Newspaper Page Text
NEW HAVEN MORNING JOURNAL AMD COURIER, TUESDAY, SEPTEMBER 24, 1907.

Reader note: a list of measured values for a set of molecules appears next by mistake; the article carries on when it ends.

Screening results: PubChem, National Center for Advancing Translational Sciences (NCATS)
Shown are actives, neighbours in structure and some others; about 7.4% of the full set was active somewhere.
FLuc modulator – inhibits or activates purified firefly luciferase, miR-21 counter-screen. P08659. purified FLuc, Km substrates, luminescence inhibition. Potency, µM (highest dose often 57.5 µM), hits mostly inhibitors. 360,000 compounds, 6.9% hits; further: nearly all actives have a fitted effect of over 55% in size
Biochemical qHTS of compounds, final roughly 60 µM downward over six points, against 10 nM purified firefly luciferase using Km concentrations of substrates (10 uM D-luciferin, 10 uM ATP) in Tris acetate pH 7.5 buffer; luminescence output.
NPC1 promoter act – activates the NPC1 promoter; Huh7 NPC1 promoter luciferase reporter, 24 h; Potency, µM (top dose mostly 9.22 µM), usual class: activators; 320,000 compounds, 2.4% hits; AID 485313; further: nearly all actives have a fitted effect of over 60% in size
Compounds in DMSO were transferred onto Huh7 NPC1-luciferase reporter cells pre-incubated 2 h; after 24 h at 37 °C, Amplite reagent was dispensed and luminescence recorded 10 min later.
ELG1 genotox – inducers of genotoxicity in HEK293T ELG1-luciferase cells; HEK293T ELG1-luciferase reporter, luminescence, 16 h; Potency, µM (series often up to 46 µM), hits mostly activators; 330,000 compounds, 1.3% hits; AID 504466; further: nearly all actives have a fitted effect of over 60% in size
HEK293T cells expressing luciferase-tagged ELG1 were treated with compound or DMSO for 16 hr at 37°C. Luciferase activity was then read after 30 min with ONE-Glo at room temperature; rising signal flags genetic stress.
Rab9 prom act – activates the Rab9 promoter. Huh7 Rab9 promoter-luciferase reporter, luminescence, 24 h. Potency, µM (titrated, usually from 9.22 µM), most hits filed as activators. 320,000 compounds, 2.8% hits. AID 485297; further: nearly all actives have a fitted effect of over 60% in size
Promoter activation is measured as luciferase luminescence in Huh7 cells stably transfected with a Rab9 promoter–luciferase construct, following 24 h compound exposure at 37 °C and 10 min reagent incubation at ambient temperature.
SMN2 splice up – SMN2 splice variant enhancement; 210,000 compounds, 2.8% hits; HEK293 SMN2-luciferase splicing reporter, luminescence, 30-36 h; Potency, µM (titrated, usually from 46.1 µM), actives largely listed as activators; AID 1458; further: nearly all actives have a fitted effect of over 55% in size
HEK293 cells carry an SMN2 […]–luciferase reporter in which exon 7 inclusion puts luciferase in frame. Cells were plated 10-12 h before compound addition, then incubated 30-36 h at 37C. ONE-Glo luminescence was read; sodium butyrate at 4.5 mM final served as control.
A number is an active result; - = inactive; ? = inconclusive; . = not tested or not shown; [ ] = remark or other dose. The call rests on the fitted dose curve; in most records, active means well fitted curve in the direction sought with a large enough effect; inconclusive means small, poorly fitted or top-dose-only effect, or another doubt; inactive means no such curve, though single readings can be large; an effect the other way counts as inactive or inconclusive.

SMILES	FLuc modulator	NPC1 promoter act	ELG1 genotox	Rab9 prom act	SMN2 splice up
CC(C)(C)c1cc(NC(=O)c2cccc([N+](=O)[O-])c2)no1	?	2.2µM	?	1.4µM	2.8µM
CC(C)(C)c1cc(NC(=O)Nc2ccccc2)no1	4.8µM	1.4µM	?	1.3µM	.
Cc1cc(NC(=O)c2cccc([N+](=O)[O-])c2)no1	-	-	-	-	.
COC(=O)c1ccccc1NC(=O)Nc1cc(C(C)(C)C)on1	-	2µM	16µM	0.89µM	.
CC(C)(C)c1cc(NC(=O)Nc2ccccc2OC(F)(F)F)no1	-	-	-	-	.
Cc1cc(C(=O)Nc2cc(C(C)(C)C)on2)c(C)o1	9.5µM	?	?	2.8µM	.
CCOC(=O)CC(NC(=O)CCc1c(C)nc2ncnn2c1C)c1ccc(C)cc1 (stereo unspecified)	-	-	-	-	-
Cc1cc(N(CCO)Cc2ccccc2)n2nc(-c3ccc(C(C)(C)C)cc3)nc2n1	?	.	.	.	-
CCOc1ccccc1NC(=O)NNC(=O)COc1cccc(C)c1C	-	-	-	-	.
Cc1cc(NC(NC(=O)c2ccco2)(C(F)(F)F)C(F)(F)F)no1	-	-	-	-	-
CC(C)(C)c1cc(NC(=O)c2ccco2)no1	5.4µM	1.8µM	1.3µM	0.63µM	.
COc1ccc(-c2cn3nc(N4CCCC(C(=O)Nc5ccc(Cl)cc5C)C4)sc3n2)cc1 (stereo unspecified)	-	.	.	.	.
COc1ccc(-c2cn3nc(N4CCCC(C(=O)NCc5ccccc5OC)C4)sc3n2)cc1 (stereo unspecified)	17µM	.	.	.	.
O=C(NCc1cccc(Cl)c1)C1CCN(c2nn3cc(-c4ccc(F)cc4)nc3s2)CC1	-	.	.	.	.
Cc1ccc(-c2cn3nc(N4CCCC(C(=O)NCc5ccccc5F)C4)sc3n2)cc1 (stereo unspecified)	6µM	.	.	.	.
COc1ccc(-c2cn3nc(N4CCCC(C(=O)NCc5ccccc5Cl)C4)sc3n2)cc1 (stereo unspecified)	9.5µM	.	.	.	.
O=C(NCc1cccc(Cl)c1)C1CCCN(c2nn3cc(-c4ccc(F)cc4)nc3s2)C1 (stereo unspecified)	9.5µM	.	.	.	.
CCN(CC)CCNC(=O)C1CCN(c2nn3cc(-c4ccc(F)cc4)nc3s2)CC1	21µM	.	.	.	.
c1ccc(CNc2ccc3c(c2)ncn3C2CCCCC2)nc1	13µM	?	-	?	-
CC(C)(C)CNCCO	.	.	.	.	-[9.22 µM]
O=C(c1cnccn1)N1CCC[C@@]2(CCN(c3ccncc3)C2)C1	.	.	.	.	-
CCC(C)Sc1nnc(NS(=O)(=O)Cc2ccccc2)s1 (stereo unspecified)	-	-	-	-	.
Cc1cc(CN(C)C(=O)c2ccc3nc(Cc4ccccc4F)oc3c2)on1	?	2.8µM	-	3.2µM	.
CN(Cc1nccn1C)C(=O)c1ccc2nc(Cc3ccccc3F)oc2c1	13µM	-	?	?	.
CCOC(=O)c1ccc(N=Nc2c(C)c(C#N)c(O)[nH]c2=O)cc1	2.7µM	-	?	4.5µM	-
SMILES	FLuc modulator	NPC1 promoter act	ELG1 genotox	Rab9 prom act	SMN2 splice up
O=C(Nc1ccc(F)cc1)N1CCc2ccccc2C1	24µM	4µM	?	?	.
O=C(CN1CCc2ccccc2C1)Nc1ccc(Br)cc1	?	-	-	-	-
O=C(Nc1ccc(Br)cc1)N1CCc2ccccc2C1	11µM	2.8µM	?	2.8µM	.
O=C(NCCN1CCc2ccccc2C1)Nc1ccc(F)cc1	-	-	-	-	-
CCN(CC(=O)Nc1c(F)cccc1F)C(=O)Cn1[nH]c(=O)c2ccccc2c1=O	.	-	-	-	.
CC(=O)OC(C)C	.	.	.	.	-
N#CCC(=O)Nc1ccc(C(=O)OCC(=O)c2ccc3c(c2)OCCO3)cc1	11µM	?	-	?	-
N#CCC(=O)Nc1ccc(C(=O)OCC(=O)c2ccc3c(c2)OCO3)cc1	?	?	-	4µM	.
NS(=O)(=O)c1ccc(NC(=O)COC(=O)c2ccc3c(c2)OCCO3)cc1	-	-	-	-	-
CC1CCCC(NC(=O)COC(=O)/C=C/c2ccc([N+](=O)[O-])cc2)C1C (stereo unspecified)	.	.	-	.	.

p lamia: sua Courier THE CAURIXGTOX PUBLISHING CO. 1 OFFICE, 400 STATE STREET. XEW HA VEX, COJfW. THE OLDEST DltlY PAPER PtTB- Founded 1700. DELIVERED BT CARRIERS IN THE CITY, 12 CENTS A WEEK. 50 CENTS A MONTH. $3 FOR SIX MONTHS, (6 K TEAR. THE SAME TERMS BT 'MAIL. SINGM COPIES. 2 CENTS. TELEPHONES I EDITORIAL ROOM. 66. BUSINESS OFFICE. 3981. THE WEEKLY JOT7RNAL. tuned Thursday. ,Ono Dollar a Tear. , THE PRESIDENT'S TRIP. . The announcement fa made from the executive offices at Oyster Bay that the advance copies of the speech es to be made by President Roosevelt next week and the week following will be carefully guarded lest they be printed before they are delivered. It has been the custom of the President and of public men in general to send out complete copies of addresses to be made In order to Insure their publica tion In the newspapers of the country. The Provlncetown speech was acci dentally printed In a, periodical con trolled by a close personal friend of Mr. Roosevelt before it was delivered and In that way was brought to the attention of Wall street and discount ed before the market opened. It is his determination that a similar break shall not occur again. We are not so much concerned with the occasional printing of presidential speeches in advance as we are with the tone they are likely to take on. We have" said before that there was rea son to hope that In the '1 impending speeches the President would see fit to modify their spirit. No pne expects, and no good citizen looks to him up on any occasion to soften his assur ance that the laws of the land shall be impartially enforced, but all good citizens', on the other hand, have good reason to look to him to squeeze out everything that can be construed as a vindictive attack on capital in the name of good government. They learn from more or less reliable sources -that In the forthcoming speeches the President Intends to repeat In spirit the speech made at Provlncetown, which did more to add to the confus ion of the hour than any speech he ever made. Says the Oyster Bay corre spondent of the New Tork World, who has earned an enviable reputation for accuracy of statement: "Those who have been expecting the President to say or do something to reassure Wall street are doomed to disappointment. In the six speeches he Is to deliver on his coming trip it is understood he will say things more radical than he has yet given utterance to and will pledge his administration to a war to the death on all lawbreakers high or low. There is to be increased effort to break up illegal combinations and not a ray of hope for the defiant finan ciers of Wall street." The disturbing feature of this state ment consists In Its tone and spirit. No- one wants President Roosevelt for a. moment to play Into the hands of Wall street and no intelligent person expects him to let up on the lawbreak era of the country, but everyone has ,the right to expect that in his assault upon the wicked he shall not Injure : the law-abiding, who constitute the great majority of the people of the ' country. His contemplated ferocity i provokes one, too, to Inquire for the i necessity of additional attacks on wil ful capital. He has declared over and over again that his unshaken policy 1b to follow the trail of the evil-doers i nd he has moved In a hundred direc I tions to prove the sincerity of his as- l sertlon. We do not believe that there ! is a man In the country who doubts ; his purpose or who believes that so i long as he Ja In office he will strike hands with the lawbreaklng element. It ever a man had reason to be satis fled with his undertaking in these re gards that man Is President Roosevelt. Even those who take naturally to law breaking and who are at most times ready to run a risk and take a chance at dodging continue to He low, con vinced that the storm he has kicked up with the best intentions in the world will not blow over. Why then, It may be asked, does he deem it necessary to repeat the righteous threats he has made, expressed in fiercer language than ever? What new conditions have been created that he hould again fire at the familiar tar get of abuse? Have the evil-doers re turned to their ell ways? Is the pow : er of the government less than It was i When the President first proclaimed his relentless purpose? Must the country be told anew and In stronger j language than ever that he means 1 just what he says and that those who ! look to him lor relief are bound to be disappointed.? Has the President final- ly lost confidence in himself? Has re iteration become the test of his deter mination? These are logical and consistent In quiries to make at this moment of President Roosevelt, who proposes to fire hotter shots than ever. If he has not already convinced the entire coun try that his Is the unalterable deter mination to stamp out illegal conduct on the part of all subjects of the gov ernment It is beyond his great power to do so. If, on the other hand, he has convinced the country of his unalter able purpose, and we contend he has, then repetition may not unjustly sub ject him to. the suspicion of harboring an ulterior purpose of a political na ture. Should that Idea once possess the American people he will deal him self a blow which will materially af fect his place In history. Let up on the law-breakers? Never. But on the oth er hand j is it necessary for a man clothed with authority to exercise that authority to the music of . a brass band? In other words, in the forth coming speeches President Roosevelt has the. chance of his career to prove that while relentless In his pursuit of wrongdoing his poise is undisturbed by the clamor of the crowd. The churches have resumed busi ness, religion, or amusement, or a mixture of all three. v the ymtr danger. Some might have thought, and prob ably did think, that the Englishman who wrote to the Times the other day complaining because sand from a bal loon had fallen on him while he was peacefully enjoying himself in his own garden was a little too pesky particu lar. But an Englishman usually knows what his rights and wrongs are, and is not backward abou't standing up for himself nd speaking for himself. The Englishman wasn't hurt by the sand. He didn't pretend he was. But there was a principle involved, and he wanted to know what right anybody had to drop things on Mm from the sky. That his complafnt was more im portant than it may have seemed to some is indicated 'by the fact that a taker in NIed, a village near Frank-fort-on-Maln, had a fine batch of plum oakes which were cooling on his roof ruined the other day. by a show er of sand ballast thrown over from above by a passing aeronaut. S,j far nobody ha; Tseen seriously damaged by the aeronauts, but what has happened indicates what may hap pen when the sky Is as full of airships the earth is of automobiles and euch. There Will soon have to be seme rules about dropping things from alf- shlpe. ' ; s EVIDENCE OF PROSPERITY. The Hartford Courant announces that It is about to Install a new eleva tor In its lofty building and modestly says: "Frequent visitors at the editor ial rooms of the Courant, and it Is a most agreeable fact that there are many such, will perhaps be shocked to learn that a new passenger eleva tor is about to be put In. For many years they have been accustomed to use the trip from the ground to the top floor of this building largely for the purpose of meditation and rest." We can only feci "delighted" that our esteemed contemporary is pros perous enough to afford a new lift, not so much because it will add to the comfort of Its editorial staff as that it will enable its friends to get more quickly in touch with the buzzards of the brain room. There are those, how ever, who will relish the new conven ience more as a means of leaving the editorial rooms quickly than arriving at them. Indignant subscribers will be glad to get out quickly from under the stony glare of the resourceful editor. Warm admirers who will want to lin ger as long as possible In the at mosphere of the newspaper will, how ever, long for the abandoned vehicle. While the Courant Is preparing to make the ascent of its friends easier The Journal and Courier Is bringing speedily to an achievement its new business office on the ground floor, Thus the .endeavors of old friends make for interest in opposite direc tions. The late- Mr. PInkerton left an es tate of $3,000,000, showing that he could detect money and not let It get away from him after he had caught it. LOCAl BEtF-GOVERNMEST. The "best" people of Chicago are mourning over the defeat of the new charter which was to make their city a much better place to live In. But a lot of the common people of Chicago are very much pleased with the situa tion. It is Interesting to notice that the parade of the United Societies of Local I Self-Government to show their opposi tion to the new charter was an Impres sive tfffalr. The secretary of the organ ization la Anton J. Cernak. The fol lowing shows the composition of the parade: Germans, three hundred socie ties, 7t000 marchers; Bohemians, seven ty eocdetles, 4,000 marchers; Polish, thlrty-twd societies, 2,600 marchers; Croatlans, fifteen societies, 1,000; Nor wegians, one society, with band; Ital ians, fifteen societies; Lithuanians, two societies; Slavonians, ten socieijes; Swedish, three hundred marchers; French, two societies; Belgian, one so ciety, 150 marchers. It appears that the charter conven tion was asked to Include to its meas ure provisions for a freer Sunday In Chicago, and permits for social, frater nal and benevolent societies, enabling them to have what beverages they lik ed at their entertainments. It didn't do it. Hence the parade of the United So cieties for Local Self-Government; and hence other things. Chicago is a big and varied city, and has' some big problems on. its .hands. Whisky is higher, but they are still reaching for it. THE DIRECT PRIMARY. Many of the State newspapers are discussing the use of the direct prim ary principle by the Democratic or ganization In New Haven as If it was a new indulgence. It is not as old as the hills of Connecticut, but It has been In operation for a humber of years. The explanation of the belated interest of our contemporaries lies in the fact that not until it was proposed to enforce the principle in State elec tions was their attention directed to the practice in this city. There - appears to be a disposition on the part o? those Interested In the discussion to accept as a condemna tion of the principle of the direct primary Its not satisfactory enforce ment in this city. There would be a warrant for this conclusion if It could be fairly said that the principle had been given a fair show here. It waB originally undertaken In an honorable desire to escape the arbitrary conduct of the machine, which did all the nominating in its own way and In Its own behalf, but it has encountered obstacles which were unforeseen. Any number of men may present '.hem selvgs as candidates for local nomina tions In the Democratic party under the conditions imposed, which are not onerous or discouraging. It is easy for a group of men to advance the fortunes of their choice If so Inclined, but it Is not easy under the statute laws to obtain an expression of public opinion for the reason that the caucus registration law aeta as a deterrent By requiring those who desire to take part In caucus or primary contests to register as partisans fully, one-half, if not more', of the party members are deprived of a chance to vote. It has been found that the majority of vot ers refuse to register as partisans though willing to register as voters. This enables those who are registered to easily work the primary and keep alive the very evils the direct primary was devised to correct by elimination. It Is no more fair to test the sound ness of the direct primary principle by Its embarrassed enforcement by the Democrats of the city of New Haven than It would be to test the legal abil ity of the Supreme court by the suc cessful operation of the police court The only way in which it can ha suc cessfully tried is to compel its en forcement by legal enactment under stipulated conditions which have been approved by experience. The way Is clearly pointed out In the report made by the commission appointed by Gov ernor Roberts, though to be effective the number of offices to be filled In that popular manner should be con siderably reduced. In addition the registration caucus law should be re pealed so far as the large centers of population are concerned. It was con ceived in a situation which existed In Litchfield county and which never In the world should have been Berlously noticed by the legislature, These things done-" the direct primary act will be found to be the most effective scheme yet devised to stem the power of the machln. As the Bridgeport Farmer truly says: "It Is time lor the American ... i . . people to decide that political organ ization must be confined within legiti mate bounds." When a few men can get together and select a ticket which a cut and dried convention meets to endorse political freedom has been re duced to a farce. The few favored In dividuals may do their work well, but what they do has no place In a State or town supposed to be controlled by the principle of universal suffrage. The. direct primary Is devised in order that popular rule shall be revived If the people really wish to do their own ruling. THE HOPE OF SEW ORLEANS. New Orleans is hoping. It is hoping that the grand scheme for the Improve ment of the Mississippi and the return of commerce to the river will succeed. It looks back to the days when It was one of the leading commercial cities of the Union, ranking third and being on ly surpassed in population and busi ness by New York and Baltimore. Now It ranks as twelfth. Only thirty years ago there were lines of great steam boats plowing the mighty river be tween New Orleans and all the Im portant points up to St. Louis, while from that city fief ts of barges bring ing grain from the interior were con stantly seen in the harbor of New Or leans transferring cargo- to or taking It from sea-going ships. There were al so regular lines of steamers plying be tweu New Orleans and Cincinnati and other cities on the Ohio river, while all 1 the southern tributaries carried a large steamboat 'trade. On the fourth day of October there will be a convention at Memphis to consider the Improvement of the Mis sissippi, and the President will be there. It will be a great meeting and an important one. The entire Mississip pi valley is deeply interested. A scientist says that modesty , is a disease. It doesn't seem to be epi demic. CAN'T AFFORD TO GO HACK. King Oscar of Sweden has lost so many of his good subjects by their emigration to the United Stales that he Is afraid his be,loved csuntry will suffer. So he has made whal was In tended to be a moving appeal to the Swedes in this country to return to their fatherland. But it hasn't moyed them to go back. It has moved a Kansas Swede, A. S. Segerhammar, to write to King Oscar and tell him why the Swedes of Kansas can't afford to go back. He tells the King that the United States Is the greatest country on earth; that the Swedes are happy and prosperous and would have ev erything to lose and nothing to gain by returning; that they came to Amer ica and to Kansas In good faith to Spend their lives In thrift and plenty; that while they revere the memory of their native land and honor their for mer king, their first duty Is no longer to the land of their birth, but to the great republic In which they have found happiness and prosperity, and to which they have proved their devotion in times of trial. Same case with the Swedes In Con necticut. They like the country and the State. They really can't afford to go back even to oblige the good King Oscar. And as they are a valuable addition to the. population of the country nobody here wants to have them go back. a promising opixtx cvre. The rulers of China are making hero ic efforts to rid their beloved land of the opium curse. According to the reg ulations issued awhile ago, all teach er, scholars, soldiers and sailors of all ranks were to be allowed ithree months 'wherein entirely to relinquish the opium habit. Information .has reached the authorities in Pekln that some soldiers are paying, no attention to these regulations, so Instructions have been issued to the effect that any officer or man found smoking will be at once beheaded This look m if It might be an ef fectual cure of those to whom It Is ap plied, and It seems also likely to act as a discourager of hesitancy among the soldiers who are hesitating about abandoning the habit. It is not prob able that this opium cure will become popular in other lands, but If It could be It might ffnake some Improvement, Godfur Heilovapas wants to be nat uralized. BTRESVOVS AND SENSITIVE. It appears that though the Emperor William has been strenuous he hae also been sensitive. In ftn address the oth er day he said that during the course of his reign many people had witting ly and unwittingly caused him bitter pain. This remark has of course caused much comment, Some of he newspa pers hint that as the Emperor went thus far, he might as well have been a little more explicit. Others boldly hint that the responsibility rests with the Emperor himself. The Frankfurter Zeltung Inquire: "Has the Emperor himself not often given occasion for active criticism?" In his public utter ances he has placed the military upon a plane higher than that of the civil ian element, he has bidden the discon tented spirits shako the dust of Ger many from off their feet, he has de preciated serious works of art, he has spoken lightly of the Reichstag,1 and has branded the Social. Democracy as a -band of traitors and enemies of their own country, which, according to him, they disown. Journalists he has de scribed as "the failures of public schools." The same paper remarks that. If the Emperor had not been born In the purple he might have become a Journalist, and in time assuredly quite a good Journalist" Perhaps our strenuous ruler, who has often been spoken of in the same breath with Emperor William, has also been eensltlve, thoughNhe has not com plained. If he has been sensitive he has had enough to complain about. SAVINGS AfiD DOINGS. An effort' Is being made to entour age the diamond cutting industry at Cape Town. The. work has heielofoi-3 been done almost exclusively -.it Am sterdam, but at pivji mt a great deal of this work is being done in the United States. It Is reported that Immense bed3 of asphaltum have been discovered in Jasper county, Missouri. The stratum is from fifty to one hundred feet thlctt. If this proves correct another source of great wealth to that part of Mis- has In China, dear friends, said the absent-minded missionary, "human life is regarded as of but slight value. In deed, If a wealthy Chinaman is con demned to death he can easily hire another to die for him; and I believe many poor fellows get their living by thus acting as substitutes." There are twenty-seven cities and towns named Troy in the United States, nineteen named Athens, seven teen Uticas, sixteen Alexandrine, fif teen Romes and twelve Carthages, not to speak of seven Attlcas and seven Syracuses. Only two States, Indiana and New York, contain towns bearing all eight of the names. Ohio and Mis souri contain seven each. Many women In Munich support themselves by street-sweeping. They cotpe from the country, : strapping ; daughters of small farmers or labor- ers, and the task Is a coveted one to these stout and wholesome young women, so that there Is always a wait ing list. They dress In a kind of uniform, Tyrolcse hat of green with a feather on the 'side, blue petticoat, red Jacket and a neckerchief. Dr. Jeanselme, one of the profes sors at the Paris Faculty of Medicine, states that the opium habit is much more common among French navy of ficers than Is generally supposed and he thinks It quite possible that the prevalence of this curse may explain the numerous disasters which have overtaken the French navy of late. Dr. Jeanselme sets the number of opium smokers in the colonial Infan try regiments at fifteen per cent., .In the foreign legion at twenty per cent, and among Europeans In native regi ments at twenty-five per cent. He says that opium dens abound at Tou lon, Brest, Lorlent, Rochefort, Cher bourg and Paris. 1 Though It has been bearing luscious fruit for the sovereigns of England for nearly one hundred and fifty years, the great grapevine near Cumberland Lodge, Windsor, 'is still putting forth fresh shoots, and looks In better con dition at the present time than It has done for many years. Some of the bunches this year weigh as much as four or five pounds each, and the marked Improvement In the strength of the vine is probably due to the fact that a new glass house, giving more room and light, has been erected over It by the King's special instructions. The house Is 1?8 feet long and twenty-five feet wide, and contains about 4,500 square feet of glass. The tem perature of the grapery 4s kept at from sixty-five to seventy degrees. " About 900. bunches of black Hamburg grapes are now hanging from the roof, but in one year, during the reign of the late Queen Victoria, 2,000 bunches were reared. King Edward, however, con sidered this too many and the number has since never exceeded 1,000. The School Child Vp to Date. Make haste to school, my little child, Or else you will be late; Your books are all aseptlo now, And here's your Sterne siaie. Your pencil has been boiled an hour 'Tl B-erm1PB3. now. I hOD8! And don't forget to wosh your desk With this carDouo soap. Arid lest about the schoolroom floor Borne unseen microbes lurk, Just sprinkle formaline around Before you set 10 worn. You'd better put, for safety's sake, Bichloride in tne wk. And water that has not been boiled You must not aare 10 arinn. Of course, when recess comes around, Borne rooa you n want io uiununj Bo in this disinfected box Is predlgestecl lunch, And since 'tis said that In a kiss Bacteria may dwell, I may not give you, As I d like, A mother's fond farewell. Make haste to school, my little child, And leave my tender care; And mav you still be safely kept From microbes in the air. -i-Eisle Duncan Yale In I4fs, OVn, CONTEMPORARIES. The Former and Pure Milk. (New York Sun.) If the farmer builds his barn floor of concrete, gives his cow two square feet of light and trims her tall, keeps the barn panes scoured, whitewashes the walls frccmently. provides nice clean suits for the milkers, strains the milk and keeps It In a cool place on elevat ed ground one hundred feet from the hog pen If he puts In and makes all these Improvements, as the New York Department of Health proposes to him, thero Is nothing for it but the price of milk must go up. It may be granted that milk can not be too pure and the persons who handle It too Clean. J.t may ue nuuvvou urni the cow will enjoy better health and Hv lone-sr If she ha9 more lifrht and a cheerful whitewashed home. At the same time it must be remembered that the farmer's milk business was estab lished under conditions that suited him and not his customers or tne neaitn hnnriln. For a loni time he was' neith er educated nor regulated. Now even the President is "getting after" him; nnto the recent circular letter of Sur- o-onn-0neral Wyman to State and municipal health officers throughout tho ronntrv. Tho unregenerated farmer will have to clean up ana Keep clean lr ne nas to mortgage ms dairy, ne la mreauy bewailing an advance of twenty-nve nor cent, iiv the cost of feed. We all want clean milk, pure milk, sanitary mtlk, but we must De willing to pay for It. Under the circumstances any bodv who engages in organizing- and rMni'ntnlnlne- a milk trust will be an enemv of the people, and he will hear from them. AbollHhlng Cottle Roping Contests, (Denver (Colo.) Republican.) . Texas several years ago abolished steer roping contests, the cattlemen of the State being the ones who asked for the law and saw that It was pass ed. No cattleman who believes In humane treatment of animals will be found defending a steer roping- contest. Pueking contests, In which horses are abused, are only ashade less cruel, ad are fully as-needless as the roping contests. Both these forms of enter tainment 'belong to a dead period o sotirl and the State in general been found. IT'S the season now for putting up grape juice tementeil or i ! Wine and Fruit Presses i il . unfermented according to the principles of the home. One of the things which helps very much In the making of wine, and also of j'llies, is the L. & S Fruit Press. It's a mighty useful contrivance wherever and whenever there's preserving to be done. Price, $1.75 ,We also have the large wood frame Wine and Cider Presses costing $4.50 and upwards. Men's Watches THIN MODELS Ladies' Watches . ... GOLD $25.00 .1 and upwards, i Glhfi JFurtt (Ediitjjariij Nrta f am tfimnrrttrut western life, and live western com munities will do well to abandon them for something better reflecting ' the spirit of the age. SUITABLE. "Henry, can I have a new fall hat?" "Wait a bit and let's see if we are going to have a fall." Louisville Courier-Journal. The meanest thing a man can do Is to pretend to know all about some thing his wife wanits to tell him about Florida Times-union. "But,", eatd Miss Gull, "he!1 name, with tha date of her birth, is in their famMy Bible, isn't It?" ' "Yes," replied Miss Wise, "but the entry. Is in her handwriting." Phila delphia Press. , - "Come to think of it, a doctor ts a mean sort of man." . .;. . "Why a doctor especially?' "Because he will treat a fellow and then make him pay ifhe bill." Balti more American. 'I believe every man is honest until he is proved to be a thief," said Fijjlt. "And when do you get that proof?" asked Wljjit , "As soon as he undertakes to do bus iness with me.' 'St. Louis Poet-Dis patch. "Why don't you try to get some thing to do?" "Mister," answered Meandering Mike, "I can't find nothln' suited to me." "What's your choice of occupation?" "I want to be a wine agent." Washington Star. "Now. John, you know if I were to die you would weep over me and tell everybody what a good wife I was." 'No, I wouldn't, believe roe." "Well, I would for Sou, Just for decency's sake. lAnd that shows ITn not half as mean as you are." Illustrated Bits. Gogglns "Sir, I believe the adminis tration's course Is right. Tho railroads are nothing but a pack of robbers." Bluggs "You're right they are such brazen, bare-faced robbers, too. Why, they don't even take -the trouble to cover their tracks." Cleveland Leader. "What name?" asked the young wo man at the laundry office, as she took the customer's bundle. "William Arri mee," answered the customer. "I don't know," said the young woman, staring at him. "I might. But ain't you pretty tolerably familiar on short acquaint ance?" Chicago Tribune. "I am going to make crabapple jelly, dear." aays the young wife. "And I want to make it like your mother used to make it" "Well, I hardly believe you-can," replied the young husband. "Mother owned a Jelly factory, you know, until the pure food law was passed, and she made pure crabapple Jelly out of pumpkin rinds, glucose, and coal-tar flavoring." Chicago Even ing Post. Sideboards and Buffets We furnish the Dining Boom complete in suites to match in both design and finish. We are showing an unusually large line of Weathered, Golden and Fumed Oak, and exceptionally fine mahogany pieces in Colonial designs. The material used is of the highest grade, and the construction is as perfect as the designs are attractive. Our Dining Room Furni ture i3 of as perfect character as it is possible to procure. The Bowditcfi 100-102-104-1 LORGNETTES Have you seen our line of Lorgnettes? We are showing some very unique and exclusive styles. The new Marie Antoinette Lorgnons are the popular ones. Complete line. ... i Prices $4.00 up'. tkHarvey&Lewiss opticians 661 Chapel St UeufHaoen 8$5 Main. St. Hari ford, ?.. i 360 Main, StSpringftUJifa8s I Visitors Always Welcome. Superior Sheffield Plate There are various kinds of Shef-5 field Plate. The kind vre aell U made by the old English process,! the very best quality. Important addition to our stock, and have now a beautiful -: sortment of flat and hollow ware. We are ready for the all pic- tnre framing; trade with all the latest patterns ot frames and : newest Ideas In picture framing.! Ask to see some of our new hand-i carved frames.. If you are tn-1 terested, you will find them worth looking at F. W, TIERNAN & CO, 827 Chape! Street Visitors Always Weleome, Hat Standard One is the Henry Heath. Tha current, at par, on premiw in the best markets of t world. A better hat ca be made. Ours are he now. fj And OUS OWN HATS are he n i . ....... . f. r eupie are saying even mc things v about the CHaI HAT than ever before. It as hitherto, four dollars But if you want to pay six d lars for one of our hats can. It's of SPECIAL n terial and very choif Come in, Chase& Cd 1018 and 1020 Chapel St! Piano like 150.00 1 Everythli! that makes v slo, and all U slo that! played. - Chas, H. Lod B3T Chapel "The Secret of Siende me: A feature so esser In the present st lies in wearing the eoraiea xoaa uors the correct founda for modish gowns. Elastic stockings, to measure. Henry H. To; S93-284 TORK si Ftsmitatz Co 08 ORANGE ST. "m